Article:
The Prime Minister has defended himself in parliament against criticism for the worst economic crisis since 1997, pointing to the tourism blockade caused by the pandemic as the sole cause. Rumours of a possible agreement between the opposition and members of the ruling Palang Pracharath party to remove support from the former general and several ministers of his cabinet.
Bangkok (AsiaNews) - Bangkok's parliament has been debating confidence motion in Prime Minister Prayut Chan-ocha for four days, with a crucial vote expected tomorrow.
During the sessions, the Thai Prime Minister has defended his actions: if the data mercilessly show that the country is in the worst economic crisis since 1997 - he argued - the blame cannot be laid on him and his government.
In his speech the premier said that "Tourism was from the economic point of view our strong point. In 2019 it generated 20 percent of gross domestic product by employing 8.3 million workers, with 40 million visitors. For the pandemic, 2020 saw tourists drop to 6.7 million; a figure that is expected to drop further below one million in 2021 as a result of the various measures to control the spread of Covid-19, both locally and internationally." To this day, Prayut Chan-ocha has denied offering to disolve parliament or his resignation.
Meanwhile, however, there are rumors of an agreement between the opposition led by the Phuea Thai party and exponents of Prayut's own party, the Palang Pracharath, to challenge a premier with a credibility in free fall but also to ensure greater benefits and visibility to several parties with only one representative in the House. Tomorrow's vote, therefore, could decide the fate not only of the former coup general, but also of several ministers of his executive.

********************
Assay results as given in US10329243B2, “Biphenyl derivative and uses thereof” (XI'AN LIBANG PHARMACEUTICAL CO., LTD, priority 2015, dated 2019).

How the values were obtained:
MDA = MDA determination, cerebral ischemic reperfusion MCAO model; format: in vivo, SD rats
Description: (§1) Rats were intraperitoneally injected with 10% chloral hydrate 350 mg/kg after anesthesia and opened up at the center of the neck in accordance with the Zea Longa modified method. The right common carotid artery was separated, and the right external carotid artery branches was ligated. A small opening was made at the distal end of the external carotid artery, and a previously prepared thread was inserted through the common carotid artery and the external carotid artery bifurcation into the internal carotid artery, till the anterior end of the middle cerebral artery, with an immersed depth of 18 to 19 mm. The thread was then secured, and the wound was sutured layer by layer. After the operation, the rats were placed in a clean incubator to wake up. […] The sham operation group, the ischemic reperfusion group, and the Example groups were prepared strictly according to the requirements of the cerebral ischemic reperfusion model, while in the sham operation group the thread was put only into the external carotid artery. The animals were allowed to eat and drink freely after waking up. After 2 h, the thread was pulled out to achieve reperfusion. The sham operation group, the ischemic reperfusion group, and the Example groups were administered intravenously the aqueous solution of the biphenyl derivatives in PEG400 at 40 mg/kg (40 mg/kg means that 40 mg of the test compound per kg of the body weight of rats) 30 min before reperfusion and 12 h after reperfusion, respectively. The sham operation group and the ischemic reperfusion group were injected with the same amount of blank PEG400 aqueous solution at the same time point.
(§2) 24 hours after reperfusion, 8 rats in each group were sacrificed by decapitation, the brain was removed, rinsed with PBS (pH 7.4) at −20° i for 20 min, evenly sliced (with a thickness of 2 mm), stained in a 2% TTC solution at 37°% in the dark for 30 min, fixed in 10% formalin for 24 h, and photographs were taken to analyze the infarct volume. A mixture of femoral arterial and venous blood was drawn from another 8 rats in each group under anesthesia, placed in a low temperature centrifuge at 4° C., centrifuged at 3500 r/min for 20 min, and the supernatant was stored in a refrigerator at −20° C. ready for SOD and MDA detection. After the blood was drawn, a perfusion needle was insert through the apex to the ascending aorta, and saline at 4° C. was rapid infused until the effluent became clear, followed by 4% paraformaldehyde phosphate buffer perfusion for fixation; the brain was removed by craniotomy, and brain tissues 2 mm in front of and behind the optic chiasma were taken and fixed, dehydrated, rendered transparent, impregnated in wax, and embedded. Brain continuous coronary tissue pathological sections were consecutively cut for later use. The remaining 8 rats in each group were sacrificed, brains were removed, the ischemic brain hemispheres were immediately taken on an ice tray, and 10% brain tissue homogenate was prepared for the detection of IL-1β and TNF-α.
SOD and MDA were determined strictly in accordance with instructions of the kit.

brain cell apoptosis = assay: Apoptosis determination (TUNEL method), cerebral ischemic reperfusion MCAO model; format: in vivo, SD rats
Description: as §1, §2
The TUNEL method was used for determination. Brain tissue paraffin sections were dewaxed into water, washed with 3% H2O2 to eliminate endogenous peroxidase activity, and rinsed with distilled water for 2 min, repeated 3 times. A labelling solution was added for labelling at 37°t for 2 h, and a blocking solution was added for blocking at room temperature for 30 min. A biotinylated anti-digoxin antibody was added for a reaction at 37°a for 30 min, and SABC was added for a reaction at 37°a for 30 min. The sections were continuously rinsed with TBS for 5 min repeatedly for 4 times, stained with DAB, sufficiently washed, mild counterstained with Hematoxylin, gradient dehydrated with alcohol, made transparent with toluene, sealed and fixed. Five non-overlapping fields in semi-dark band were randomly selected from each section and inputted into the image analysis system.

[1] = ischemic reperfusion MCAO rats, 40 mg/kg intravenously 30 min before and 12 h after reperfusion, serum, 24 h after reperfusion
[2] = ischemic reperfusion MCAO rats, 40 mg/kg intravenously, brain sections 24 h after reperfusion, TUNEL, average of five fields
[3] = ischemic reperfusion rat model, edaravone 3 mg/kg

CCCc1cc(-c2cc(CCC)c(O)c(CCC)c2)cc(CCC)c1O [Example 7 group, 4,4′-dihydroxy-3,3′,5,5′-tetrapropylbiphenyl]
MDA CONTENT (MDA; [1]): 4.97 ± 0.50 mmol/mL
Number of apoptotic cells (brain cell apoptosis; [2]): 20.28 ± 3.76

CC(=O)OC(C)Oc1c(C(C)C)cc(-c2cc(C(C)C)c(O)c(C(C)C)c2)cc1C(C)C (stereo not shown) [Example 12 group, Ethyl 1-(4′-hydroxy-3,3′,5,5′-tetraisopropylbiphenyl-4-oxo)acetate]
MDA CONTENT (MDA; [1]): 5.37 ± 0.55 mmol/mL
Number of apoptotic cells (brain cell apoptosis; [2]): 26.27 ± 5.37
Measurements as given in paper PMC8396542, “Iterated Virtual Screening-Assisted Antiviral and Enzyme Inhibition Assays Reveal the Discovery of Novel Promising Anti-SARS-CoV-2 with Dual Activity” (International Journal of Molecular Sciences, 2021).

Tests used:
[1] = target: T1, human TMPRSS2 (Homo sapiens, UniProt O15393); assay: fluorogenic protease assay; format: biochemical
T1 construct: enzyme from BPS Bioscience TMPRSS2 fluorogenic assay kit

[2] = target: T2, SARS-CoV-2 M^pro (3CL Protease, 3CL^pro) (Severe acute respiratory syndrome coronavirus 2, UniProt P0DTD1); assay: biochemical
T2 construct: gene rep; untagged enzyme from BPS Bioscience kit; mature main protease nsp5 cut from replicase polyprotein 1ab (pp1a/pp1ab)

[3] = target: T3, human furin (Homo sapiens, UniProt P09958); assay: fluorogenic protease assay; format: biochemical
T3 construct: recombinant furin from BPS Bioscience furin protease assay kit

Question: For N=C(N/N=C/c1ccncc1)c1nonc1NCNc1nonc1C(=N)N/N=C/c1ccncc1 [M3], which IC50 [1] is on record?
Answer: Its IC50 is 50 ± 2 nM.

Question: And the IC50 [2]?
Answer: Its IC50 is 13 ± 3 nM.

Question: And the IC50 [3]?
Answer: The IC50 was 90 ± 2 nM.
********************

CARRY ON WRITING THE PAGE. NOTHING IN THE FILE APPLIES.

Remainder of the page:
They are not only facing the burden of responsibility for a leadership judged ineffective in the management of the pandemic, but also to have inflated the budgets for the purchase of vaccines still insufficient, to have favored personal interests and to have tolerated the persistence of malfeasance in the public sector, with the police now punder mounting criticism.
However, it is above all the management of the pandemic crisis that has raised the most perplexity and criticism. Today the Department for the control of infectious diseases of the Ministry of Public Health has confirmed 14,635 new cases and 271 deaths that have raised the total respectively to 1,249,140 registered infections and 12,374 deaths. The restrictive measures - considered excessive and poorly managed - have led to the substantial disappearance of entire economic sectors and their employees. Among these are the entertainment and tourism "industries". Bangkok and other provinces have been under a new health curfew from 9pm to 4am since July 12, and the premier has declared that the deadline set for September could be extended to October, albeit with easing introduced this week for restaurants, transport and some utilities.